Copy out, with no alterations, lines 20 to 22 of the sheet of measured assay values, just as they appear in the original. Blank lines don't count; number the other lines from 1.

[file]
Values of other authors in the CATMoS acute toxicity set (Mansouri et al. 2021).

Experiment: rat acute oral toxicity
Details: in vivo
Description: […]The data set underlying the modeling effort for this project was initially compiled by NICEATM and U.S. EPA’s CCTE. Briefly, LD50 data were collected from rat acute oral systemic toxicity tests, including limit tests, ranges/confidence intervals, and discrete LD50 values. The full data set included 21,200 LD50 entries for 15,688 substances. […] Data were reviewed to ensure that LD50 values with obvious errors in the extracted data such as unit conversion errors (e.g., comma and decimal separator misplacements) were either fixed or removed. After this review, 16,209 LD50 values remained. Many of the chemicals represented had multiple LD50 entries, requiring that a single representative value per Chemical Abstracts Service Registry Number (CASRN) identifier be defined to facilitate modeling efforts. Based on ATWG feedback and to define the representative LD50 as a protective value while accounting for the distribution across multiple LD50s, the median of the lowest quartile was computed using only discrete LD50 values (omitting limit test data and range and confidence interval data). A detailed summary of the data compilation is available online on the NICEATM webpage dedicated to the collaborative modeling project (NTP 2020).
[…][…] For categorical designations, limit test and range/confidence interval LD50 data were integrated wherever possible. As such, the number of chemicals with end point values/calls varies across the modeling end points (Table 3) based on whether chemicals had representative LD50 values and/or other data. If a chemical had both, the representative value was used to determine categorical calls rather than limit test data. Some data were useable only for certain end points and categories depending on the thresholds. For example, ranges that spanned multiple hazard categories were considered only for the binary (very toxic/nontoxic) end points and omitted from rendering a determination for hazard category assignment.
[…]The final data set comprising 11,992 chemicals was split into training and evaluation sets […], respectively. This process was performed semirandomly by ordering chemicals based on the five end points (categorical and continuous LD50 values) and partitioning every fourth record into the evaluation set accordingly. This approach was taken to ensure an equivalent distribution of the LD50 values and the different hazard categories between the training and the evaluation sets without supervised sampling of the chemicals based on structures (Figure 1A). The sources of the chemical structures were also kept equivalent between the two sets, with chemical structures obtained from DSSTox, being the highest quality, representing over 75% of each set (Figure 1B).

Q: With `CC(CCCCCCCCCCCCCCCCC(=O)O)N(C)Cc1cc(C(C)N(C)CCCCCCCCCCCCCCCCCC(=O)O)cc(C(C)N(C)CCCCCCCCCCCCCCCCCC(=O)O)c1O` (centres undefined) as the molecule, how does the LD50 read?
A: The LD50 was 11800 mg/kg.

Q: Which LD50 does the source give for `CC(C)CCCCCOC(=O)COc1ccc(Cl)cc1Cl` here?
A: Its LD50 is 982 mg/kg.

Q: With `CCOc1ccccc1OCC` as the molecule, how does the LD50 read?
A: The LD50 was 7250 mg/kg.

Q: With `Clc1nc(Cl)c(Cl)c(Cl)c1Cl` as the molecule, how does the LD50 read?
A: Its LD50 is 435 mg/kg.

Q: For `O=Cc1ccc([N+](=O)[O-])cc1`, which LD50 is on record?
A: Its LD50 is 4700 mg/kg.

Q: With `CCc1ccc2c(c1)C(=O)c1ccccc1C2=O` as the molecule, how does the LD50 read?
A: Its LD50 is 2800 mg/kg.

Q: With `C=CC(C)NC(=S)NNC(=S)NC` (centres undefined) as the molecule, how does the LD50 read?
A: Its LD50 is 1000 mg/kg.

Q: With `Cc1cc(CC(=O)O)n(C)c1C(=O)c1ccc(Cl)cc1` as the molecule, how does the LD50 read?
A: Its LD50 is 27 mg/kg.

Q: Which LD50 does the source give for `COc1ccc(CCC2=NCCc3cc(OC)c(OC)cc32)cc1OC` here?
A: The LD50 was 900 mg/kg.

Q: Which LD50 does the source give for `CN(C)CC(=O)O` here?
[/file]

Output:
A: Its LD50 is 1000 mg/kg.

Q: With `Cc1cc(CC(=O)O)n(C)c1C(=O)c1ccc(Cl)cc1` as the molecule, how does the LD50 read?
A: Its LD50 is 27 mg/kg.